Next we moved on to the reds. By common assent, we were just blown away by the 2000 Merlot Grand Vintage. How did this Right Bank Bordeaux get made on Long Island? This was serious wine, seriously beautiful and without a false note. I started to think about Charles's penchant for classicism (Kareem may go off in a weird new direction, we'll have to see... ), and how compelling that can be. The 2000 Cabernet Sauvignon Grand Vintage was young-seeming, and interestingly had more heft than other Long Island cabs.
Following this, we tasted a pair of 2005's and that showed how young they were. The 2005 Petit Verdot was somewhat more stately than the wild 2007. I'm glad they're doing this bottling; it's really interesting.
Then to finish up (or so we thought), we moved on to the 2006 Sauvignon Blanc Late-Harvest. Well-made sticky, similar to a Sauternes.
Brad was finishing up catching up - he had come in when we were already on the 2005 reds - and Charles went and got us a little find from Germany, a bitter cherry alcohol he served in tiny green-stemmed Alsace-shaped glasses. The bitterness of the cherries differentiated this from kirsch, and was piquant both on the nose and on the palate.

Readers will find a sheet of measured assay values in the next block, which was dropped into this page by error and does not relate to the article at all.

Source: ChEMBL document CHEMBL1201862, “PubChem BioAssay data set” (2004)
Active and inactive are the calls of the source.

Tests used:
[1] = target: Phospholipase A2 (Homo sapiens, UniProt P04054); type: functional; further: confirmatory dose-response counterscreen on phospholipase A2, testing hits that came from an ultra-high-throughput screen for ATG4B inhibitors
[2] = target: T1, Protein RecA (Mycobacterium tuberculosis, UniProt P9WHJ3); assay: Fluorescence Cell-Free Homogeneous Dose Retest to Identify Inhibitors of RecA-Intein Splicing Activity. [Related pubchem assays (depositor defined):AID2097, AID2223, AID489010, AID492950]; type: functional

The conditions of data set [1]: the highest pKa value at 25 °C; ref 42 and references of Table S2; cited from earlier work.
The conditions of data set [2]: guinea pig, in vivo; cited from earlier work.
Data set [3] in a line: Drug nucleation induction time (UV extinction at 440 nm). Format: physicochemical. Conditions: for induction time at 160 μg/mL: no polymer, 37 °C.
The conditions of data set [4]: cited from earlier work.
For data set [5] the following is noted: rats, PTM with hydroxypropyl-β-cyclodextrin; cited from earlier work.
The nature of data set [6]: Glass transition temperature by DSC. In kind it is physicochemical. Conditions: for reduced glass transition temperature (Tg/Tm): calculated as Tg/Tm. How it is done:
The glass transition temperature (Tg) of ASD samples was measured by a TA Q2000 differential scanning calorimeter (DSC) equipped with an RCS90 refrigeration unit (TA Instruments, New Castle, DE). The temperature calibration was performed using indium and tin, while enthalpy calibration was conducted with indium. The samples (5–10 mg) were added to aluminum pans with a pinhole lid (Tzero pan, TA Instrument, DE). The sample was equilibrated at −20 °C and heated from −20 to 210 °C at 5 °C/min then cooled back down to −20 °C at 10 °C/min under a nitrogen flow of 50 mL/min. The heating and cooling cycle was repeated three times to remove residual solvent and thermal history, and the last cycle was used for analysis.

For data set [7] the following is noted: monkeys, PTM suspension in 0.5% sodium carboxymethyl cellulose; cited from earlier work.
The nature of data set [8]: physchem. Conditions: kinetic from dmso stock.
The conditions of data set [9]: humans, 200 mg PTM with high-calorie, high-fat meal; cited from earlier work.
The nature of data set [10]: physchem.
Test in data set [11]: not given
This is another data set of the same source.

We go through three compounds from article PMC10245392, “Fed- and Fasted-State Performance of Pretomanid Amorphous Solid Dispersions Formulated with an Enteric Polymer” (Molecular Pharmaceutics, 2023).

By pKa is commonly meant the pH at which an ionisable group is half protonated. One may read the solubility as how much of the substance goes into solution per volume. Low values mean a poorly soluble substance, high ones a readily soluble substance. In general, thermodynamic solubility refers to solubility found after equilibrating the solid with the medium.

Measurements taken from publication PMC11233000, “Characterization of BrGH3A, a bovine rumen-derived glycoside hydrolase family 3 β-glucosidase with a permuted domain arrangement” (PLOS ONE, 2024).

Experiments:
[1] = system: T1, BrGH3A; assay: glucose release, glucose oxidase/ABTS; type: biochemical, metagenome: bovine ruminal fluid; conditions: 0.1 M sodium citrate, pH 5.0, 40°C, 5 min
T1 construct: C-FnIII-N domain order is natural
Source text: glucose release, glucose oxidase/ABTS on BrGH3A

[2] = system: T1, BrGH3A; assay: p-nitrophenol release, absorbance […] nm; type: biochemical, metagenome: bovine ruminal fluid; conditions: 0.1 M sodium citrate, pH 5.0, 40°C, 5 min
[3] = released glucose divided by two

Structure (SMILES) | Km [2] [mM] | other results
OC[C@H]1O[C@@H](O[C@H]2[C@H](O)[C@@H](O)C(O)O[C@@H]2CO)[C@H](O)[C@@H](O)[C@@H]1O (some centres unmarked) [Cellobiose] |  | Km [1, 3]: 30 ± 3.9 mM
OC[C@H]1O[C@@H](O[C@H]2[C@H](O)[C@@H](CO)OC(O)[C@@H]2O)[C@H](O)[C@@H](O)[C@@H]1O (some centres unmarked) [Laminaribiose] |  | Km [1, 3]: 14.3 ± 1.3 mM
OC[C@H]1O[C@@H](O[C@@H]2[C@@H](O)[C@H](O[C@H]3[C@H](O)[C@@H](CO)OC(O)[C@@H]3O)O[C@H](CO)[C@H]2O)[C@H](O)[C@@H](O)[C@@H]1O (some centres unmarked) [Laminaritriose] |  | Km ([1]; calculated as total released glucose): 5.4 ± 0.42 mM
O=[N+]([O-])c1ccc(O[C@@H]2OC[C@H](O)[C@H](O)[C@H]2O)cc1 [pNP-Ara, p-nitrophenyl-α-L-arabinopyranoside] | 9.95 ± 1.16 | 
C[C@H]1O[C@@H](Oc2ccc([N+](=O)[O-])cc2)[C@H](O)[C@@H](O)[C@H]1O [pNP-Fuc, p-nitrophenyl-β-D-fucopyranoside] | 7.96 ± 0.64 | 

We had filled up on cheese and conversation. Kareem, who has been making the wines since 2001, is a great proponent of the use of screwcaps, and has tested his theories from New York to New Zealand and back, by way of South Africa. The 2007 whites are closed this way. He pooh-poohs the notion of problematic reduction and looks forward to bottling the age-worthy reds under screwcap. His knowledge and passion for what he's doing are exciting to engage with.
Charles sees things with a much more classic eye, and I got the sense he was the driving force behind the classicism of many of the vineyard's red bottlings - though he does admit to a current penchant for the more exuberant whites (the ones I found so "new world").
Long Island wines' fascination for me includes their very maritime Frenchness. Afterward, we walked out into the setting sun. I felt positively transported.